Via the Morning News, we see a new design for what the future of Fair Park could look like: much more green space and far less acreage devoted to parking, for one.
The plan, grandly dubbed “Fair Park:The Reinvigoration of a National Treasure,” comes from the University of Texas at Arlington’s Institute of Urban Studies and was financially supported by the Foundation for Community Empowerment. That organization’s chief backer, former Trammell Crow chairman Don Williams, was also the force behind last year’s Di Mambro Plan, which also sought to put more “park” into Fair Park by limiting the space used by the State Fair of Texas.
The key recommendations from the UTA plan are:
- “Take the Fence Down” — as in better connect Fair Park to the neighborhoods to surround it by not walling it off.
- Connect Fair Park to downtown by running D-Link and/or an extension of the McKinney Avenue trolley to it.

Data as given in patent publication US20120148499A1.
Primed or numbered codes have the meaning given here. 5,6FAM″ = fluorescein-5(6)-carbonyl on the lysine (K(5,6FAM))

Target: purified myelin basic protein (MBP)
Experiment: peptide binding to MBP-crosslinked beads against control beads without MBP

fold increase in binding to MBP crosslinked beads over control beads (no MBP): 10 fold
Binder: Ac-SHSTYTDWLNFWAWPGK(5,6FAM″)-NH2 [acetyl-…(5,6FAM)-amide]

- Turn most of the existing concrete parking lots into green space and provide parking instead in four different garages that (the plan says) could house more than 17,000 spaces (which would be more parking than is there now.)
- Turn the Old Mill Inn into a visitors center and (having successfully remade Fair Park as a viable, year-round attraction) “use increase visitor dollars too offset costs of future reinvigoration phases.”
Sounds pretty good. Now, how will we pay for it and who’s going to run the place, and will the State Fair of Texas put up with having its space limited? All good questions.
Oh, and can you spot the D Magazine photo UTA appropriated for its study?